KETR

Magician Ricky Jay Dies At 72

Nov 25, 2018
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MICHEL MARTIN, HOST:

The world got a little less magical this weekend. Master Magician Ricky Jay has died at the age of 72. In stage shows, with titles like Ricky Jay And His 52 Assistants, he amazed audiences with card tricks and magic. He also helped Hollywood make the impossible seem real in films from "Boogie Nights" to "Tomorrow Never Dies." A while back, critic Bob Mondello looked into a documentary about Ricky Jay's life. It was called "Deceptive Practices: The Mysteries And Mentors Of Ricky Jay" (ph). And, today, we are revisiting that piece.

(SOUNDBITE OF ARCHIVED BROADCAST)

BOB MONDELLO, BYLINE: Card artist Ricky Jay keeps up a constant stream of chatter in his act onstage, everything from gambling poems to stories about The Great Cardini. And it's all very entertaining.

RICKY JAY: If I could go back in history, and I can...

(LAUGHTER)

JAY: ...The performer I would most like to see would be Johann Nepomuk Hofzinser, the famous Viennese card magician who thought...

MONDELLO: But the patter is designed to distract you from what he's doing. In the movie, where you're not just watching his hands every second, it's OK for him to digress with video, including of him, age 7.

(SOUNDBITE OF DOCUMENTARY, "DECEPTIVE PRACTICE: THE MYSTERIES AND MENTORS OF RICKY JAY")

JAY: Here, I have an empty cannister. Keep your eye on it...

MONDELLO: But I caught Jay's act on stage a few years back and was lucky enough to get plucked from the audience to sit right at his elbow as he performed his little miracles. And there, I tried like crazy not to listen to what he was saying and concentrate instead on the cards.

(SOUNDBITE OF CARDS SHUFFLING)

MONDELLO: Sure, Jay's feats with what he sometimes calls his 52 assistants would amaze patrons who sit a few feet away. But I was really close, wearing brand-new prescription glasses, my powers of observation heightened by years of, well, observation. So when he started showing us three-card monte, I knew to ignore two of the bent cards and concentrate on the third one. In the movie, they filmed a woman doing exactly what I was doing - sitting next to Jay, putting her face down on the table to see under the cards as he blabs away, while turning red queens into black twos and back again.

(SOUNDBITE OF DOCUMENTARY, "DECEPTIVE PRACTICE: THE MYSTERIES AND MENTORS OF RICKY JAY")

JAY: Put a big X on one of the queens, and you have to find...

MONDELLO: He shows three queens.

(SOUNDBITE OF DOCUMENTARY, "DECEPTIVE PRACTICE: THE MYSTERIES AND MENTORS OF RICKY JAY")

JAY: Then, a little later, they thought it was better to play with black cards.

MONDELLO: Same cards. All three are now black twos.

(SOUNDBITE OF DOCUMENTARY, "DECEPTIVE PRACTICE: THE MYSTERIES AND MENTORS OF RICKY JAY")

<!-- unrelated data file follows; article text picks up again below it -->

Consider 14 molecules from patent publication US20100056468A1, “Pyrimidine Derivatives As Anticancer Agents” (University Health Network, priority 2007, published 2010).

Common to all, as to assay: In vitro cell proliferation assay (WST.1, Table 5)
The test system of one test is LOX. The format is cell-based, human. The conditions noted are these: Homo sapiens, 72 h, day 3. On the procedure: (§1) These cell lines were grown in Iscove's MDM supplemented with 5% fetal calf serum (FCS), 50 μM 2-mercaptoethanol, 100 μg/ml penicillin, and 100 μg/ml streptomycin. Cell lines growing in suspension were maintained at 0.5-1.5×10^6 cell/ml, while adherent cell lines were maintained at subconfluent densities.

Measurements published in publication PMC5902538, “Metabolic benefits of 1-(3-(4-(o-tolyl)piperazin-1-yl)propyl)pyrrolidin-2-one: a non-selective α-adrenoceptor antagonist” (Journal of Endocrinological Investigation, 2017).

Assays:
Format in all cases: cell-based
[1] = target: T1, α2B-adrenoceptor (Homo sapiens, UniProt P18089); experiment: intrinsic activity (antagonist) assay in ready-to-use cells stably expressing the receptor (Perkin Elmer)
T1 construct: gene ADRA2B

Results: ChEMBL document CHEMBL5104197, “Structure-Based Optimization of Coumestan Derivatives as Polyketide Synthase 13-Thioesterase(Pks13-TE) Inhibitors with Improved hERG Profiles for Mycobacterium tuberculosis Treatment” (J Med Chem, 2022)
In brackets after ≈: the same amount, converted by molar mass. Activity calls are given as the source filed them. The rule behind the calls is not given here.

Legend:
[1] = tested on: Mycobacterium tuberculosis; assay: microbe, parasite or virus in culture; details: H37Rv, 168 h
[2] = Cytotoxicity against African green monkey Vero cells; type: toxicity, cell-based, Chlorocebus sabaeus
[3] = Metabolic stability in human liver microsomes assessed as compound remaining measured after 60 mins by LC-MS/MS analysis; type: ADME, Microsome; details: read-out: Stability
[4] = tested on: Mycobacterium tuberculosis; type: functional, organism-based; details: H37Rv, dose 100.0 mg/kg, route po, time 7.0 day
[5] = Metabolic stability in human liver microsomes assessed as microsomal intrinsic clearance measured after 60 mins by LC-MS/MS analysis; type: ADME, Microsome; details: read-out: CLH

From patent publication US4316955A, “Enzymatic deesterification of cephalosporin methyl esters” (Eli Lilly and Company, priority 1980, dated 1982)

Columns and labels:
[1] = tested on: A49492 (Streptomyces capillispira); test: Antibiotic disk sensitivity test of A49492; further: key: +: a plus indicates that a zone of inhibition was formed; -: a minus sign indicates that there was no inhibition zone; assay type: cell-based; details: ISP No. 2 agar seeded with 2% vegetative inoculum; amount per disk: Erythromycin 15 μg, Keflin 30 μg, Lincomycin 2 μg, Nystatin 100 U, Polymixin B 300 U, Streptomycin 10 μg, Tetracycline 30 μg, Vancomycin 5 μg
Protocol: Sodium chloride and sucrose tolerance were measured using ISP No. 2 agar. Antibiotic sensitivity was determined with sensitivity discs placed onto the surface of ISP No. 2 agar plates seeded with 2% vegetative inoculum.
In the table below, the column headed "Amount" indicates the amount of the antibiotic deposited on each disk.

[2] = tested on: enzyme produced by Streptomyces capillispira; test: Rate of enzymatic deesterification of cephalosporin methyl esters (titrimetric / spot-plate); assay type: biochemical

JAY: Red pencil and made a big circle so you could see it.

MONDELLO: You'll hear the audience laughing as he does this again and again. The woman's nose maybe 5 inches from the cards. And it's clear she's got nothing. Subatomic rearrangement of the card faces maybe? Mass hypnosis? And what's killing her is that, from where she's sitting, she can see that the usual explanations about marked cards or shaved cards - the ones that make perfect sense when you're sitting in the front row - don't hold water.

I was allowed to touch the cards, hold them, turn them over. And the shuffles, while they must necessarily be rearranging the deck in trickily deceptive ways, look to be genuine mixes of two stacks of cards. He talks about that in the film, too, about sending eight or 10 or 12 hours a day practicing.

(SOUNDBITE OF DOCUMENTARY, "DECEPTIVE PRACTICE: THE MYSTERIES AND MENTORS OF RICKY JAY")

JAY: You can just get into a rhythm where it just feels so wonderful that you do it without really spending an awful lot of time thinking about doing it.

MONDELLO: Which leaves the thinking to the rest of us, of course. "Deceptive Practice: The Mysteries And Mentors Of Ricky Jay" films its title character talking quite a bit about celebrated magicians who have taken tricks with them to the grave. And don't expect him to explain his own tricks. He'd be the first to tell you his talent is for misdirection. He's a bamboozler. One BBC journalist talks on-screen about how he reduced her to tears with a trick he did just for her, an audience of one. Great story. Though, I have to say, here at NPR, we're made of sterner stuff. After sitting at his elbow that day, I can tell you how he manages the tricks I saw really close up. It's not mysterious at all. It's magic, pure and simple.

I'm Bob Mondello.

MARTIN: That was a piece Bob Mondello did in 2013 about the magician, Ricky Jay, who died yesterday at the age of 72. Transcript provided by NPR, Copyright NPR.